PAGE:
We started early after a hurried breakfast. Mandy said, ‘You sit in front with me. Do bring a map with you. A good navigator can be rather helpful.’ I was fearful because I remembered how our platoon had got hopelessly lost in the mountains during a night route march, all because of the topsy-turvy map-reading that I did then. But I put up a brave front and replied, ‘Of course. I’m an ace with maps. I know all about contours and can translate these squiggly lines into something really meaningful.’
Pushkin shared the front seat with me and the three graceful ladies sat behind and were happily chatting away. It was a warm day and the AC was running. The windows were obviously not rolled down. The road was undulating. The sky was a bland sky-blue. Mandy drove fast and we were soon on the highway to Scarborough. All we could see were vast expanses of land all neatly fenced and straight out of some picture-book. That was when a stink bomb literally exploded inside the car. It wasn’t me, for sure. Nobody said a word… and then Mandy said, ‘You know a part of the roof of this car can be slided to open it to let the fresh countryside air in.’ He pushed a button and we saw a rectangular opening above us. A lot of air swished and swirled inside. We were quite happy that Mandy’s car had this great mechanism.
‘That’s quite an innovation,’ I said… but before I could say any more, we noticed something come in at the velocity of the car and struck Bubbles on her right cheek. She didn’t cry out, fortunately, but caught it in her hands and asked her mother, ‘What’s this?’
‘Heather,’ said Buddy.
The roof-top had been closed again as the reason for its existence was now justified. ‘Heather?’ exclaimed Mandy, ‘Yes, this place has a lot of places where we can stop and walk around. Walk in the countryside, you know. It will give me something to talk about on Monday.’
Mandy was obviously stressed out because of this very British habit of making every weekend count! We Indians are not so particular about them… we are either doing what we should have been doing during the week or just lie in bed for the entire day. He suddenly remembered that I was the one with the map.
‘Hullo Mr Map Reader,’ he asked, ‘I’m sure the walk site must be given in the map.’
I peered cluelessly into the map and said, ‘I think we’ve passed a couple of them.’
Mandy wasn’t pleased at this announcement and said, ‘See the map carefully, Arvind. We really need to stop at least once. A little walk will do us all a lot of good.’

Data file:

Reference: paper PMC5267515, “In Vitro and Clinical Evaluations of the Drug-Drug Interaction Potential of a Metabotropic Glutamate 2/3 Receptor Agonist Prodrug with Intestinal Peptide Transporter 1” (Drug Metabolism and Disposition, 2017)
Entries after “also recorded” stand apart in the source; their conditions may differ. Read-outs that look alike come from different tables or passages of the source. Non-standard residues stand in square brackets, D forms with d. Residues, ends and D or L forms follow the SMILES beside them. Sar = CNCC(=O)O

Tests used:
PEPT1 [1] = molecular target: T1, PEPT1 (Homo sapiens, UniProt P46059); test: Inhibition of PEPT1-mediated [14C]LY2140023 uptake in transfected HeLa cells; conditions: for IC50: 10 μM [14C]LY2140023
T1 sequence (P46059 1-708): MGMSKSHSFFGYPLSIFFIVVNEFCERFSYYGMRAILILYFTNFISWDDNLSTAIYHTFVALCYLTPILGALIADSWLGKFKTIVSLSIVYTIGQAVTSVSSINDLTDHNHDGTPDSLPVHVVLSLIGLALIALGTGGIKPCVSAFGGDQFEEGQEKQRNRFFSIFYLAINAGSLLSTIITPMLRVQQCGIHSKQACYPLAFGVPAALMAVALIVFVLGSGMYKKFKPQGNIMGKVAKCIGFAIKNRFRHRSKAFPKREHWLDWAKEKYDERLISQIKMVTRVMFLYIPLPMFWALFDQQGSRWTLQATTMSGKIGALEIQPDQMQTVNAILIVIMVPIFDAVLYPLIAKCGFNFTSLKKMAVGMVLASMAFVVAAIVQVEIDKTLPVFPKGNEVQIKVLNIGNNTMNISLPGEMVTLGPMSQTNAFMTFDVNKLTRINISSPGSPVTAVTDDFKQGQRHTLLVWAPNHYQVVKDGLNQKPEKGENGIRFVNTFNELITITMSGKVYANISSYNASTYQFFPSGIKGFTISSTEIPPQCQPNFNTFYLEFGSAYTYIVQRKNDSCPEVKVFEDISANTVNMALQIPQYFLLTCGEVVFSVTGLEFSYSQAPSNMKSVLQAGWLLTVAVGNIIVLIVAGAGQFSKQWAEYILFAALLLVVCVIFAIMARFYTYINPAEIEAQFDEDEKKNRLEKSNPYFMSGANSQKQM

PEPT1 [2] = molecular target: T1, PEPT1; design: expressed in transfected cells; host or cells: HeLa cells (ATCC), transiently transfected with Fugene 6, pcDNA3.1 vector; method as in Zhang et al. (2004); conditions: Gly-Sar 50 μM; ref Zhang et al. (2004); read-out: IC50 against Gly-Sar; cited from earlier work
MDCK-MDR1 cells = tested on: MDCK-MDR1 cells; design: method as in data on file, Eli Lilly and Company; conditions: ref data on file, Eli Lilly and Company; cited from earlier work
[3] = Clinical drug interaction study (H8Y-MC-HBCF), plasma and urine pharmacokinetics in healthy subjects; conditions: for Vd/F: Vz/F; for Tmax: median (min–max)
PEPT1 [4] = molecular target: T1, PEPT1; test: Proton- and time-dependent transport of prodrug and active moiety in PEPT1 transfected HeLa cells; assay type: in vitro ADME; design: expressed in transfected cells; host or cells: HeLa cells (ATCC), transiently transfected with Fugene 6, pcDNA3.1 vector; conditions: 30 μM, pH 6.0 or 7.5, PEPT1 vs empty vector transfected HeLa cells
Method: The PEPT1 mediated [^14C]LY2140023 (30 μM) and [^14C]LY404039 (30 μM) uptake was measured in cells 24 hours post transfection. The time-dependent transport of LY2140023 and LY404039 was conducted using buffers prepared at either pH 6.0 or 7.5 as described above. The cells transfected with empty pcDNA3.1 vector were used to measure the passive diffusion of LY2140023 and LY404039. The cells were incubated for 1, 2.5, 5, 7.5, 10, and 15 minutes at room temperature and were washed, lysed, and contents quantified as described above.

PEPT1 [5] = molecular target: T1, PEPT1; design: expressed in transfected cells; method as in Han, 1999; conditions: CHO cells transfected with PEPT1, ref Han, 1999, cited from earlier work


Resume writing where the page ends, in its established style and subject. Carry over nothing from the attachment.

‘There were no smartphones then,’ I mumbled, ‘and no Ambipur then to freshen the car. Our car roof doesn’t sidle open at the touch of a button. We have Ambipur to eliminate all bad odours.’
Well, the mid-nineties was just watching the Windows 3.x getting all the wows and the Ahas! Navigating devices hadn’t yet reached the consumer level. I remember finding our way anywhere was easiest when you just stopped and asked for directions… when in India.
Specky said, ‘Don’t stop. Just go on writing your post. There are some interesting bits that you might otherwise skip or forget to include.’
The map was duly folded and kept in the dashboard. I said, ‘I’d rather be a great lookout than be a map-reader.’ The ladies laughed. Mandy scowled. I told Pushkin, my son, to keep a watch on any direction indicator to the right as this arrangement made me look out of the window and dream. I was soon lost in the gently rolling hills, wooded slopes and valleys and was dreaming about the winding road wanting to blend a fresh perspective every few seconds. There was poetry all around. This is the sort of thing that excites me. Just watching and let everything sink in through the eyes… no words and not discussions to come butting in… there is so much romance in Yorkshire! I sighed… maybe a trifle loudly, because it roused Mandy from his high speed driving fetish. He asked, ‘Found anything yet?’
I said, ‘We passed a couple of great walks. I even saw people in the distance and they seemed to be having a lot of clinical fun. But you’re going much faster than the speed with which words travel from my mind to my larynx!’
Buddy intervened, ‘Slow down Mandy. We aren’t here to just speed drive. We’re here to stop somewhere and take the beauty of the countryside with us.’
Mandy mumbled something about wanting to cover maximum cities and towns and villages in a day’s drive… and then, as if he knew that mumbling wasn’t quite proper, he said, ‘When I went to the US, I touched 108 cities in just a week. I have all the names jotted down in my notepad. The guys at the hospital were jealous!’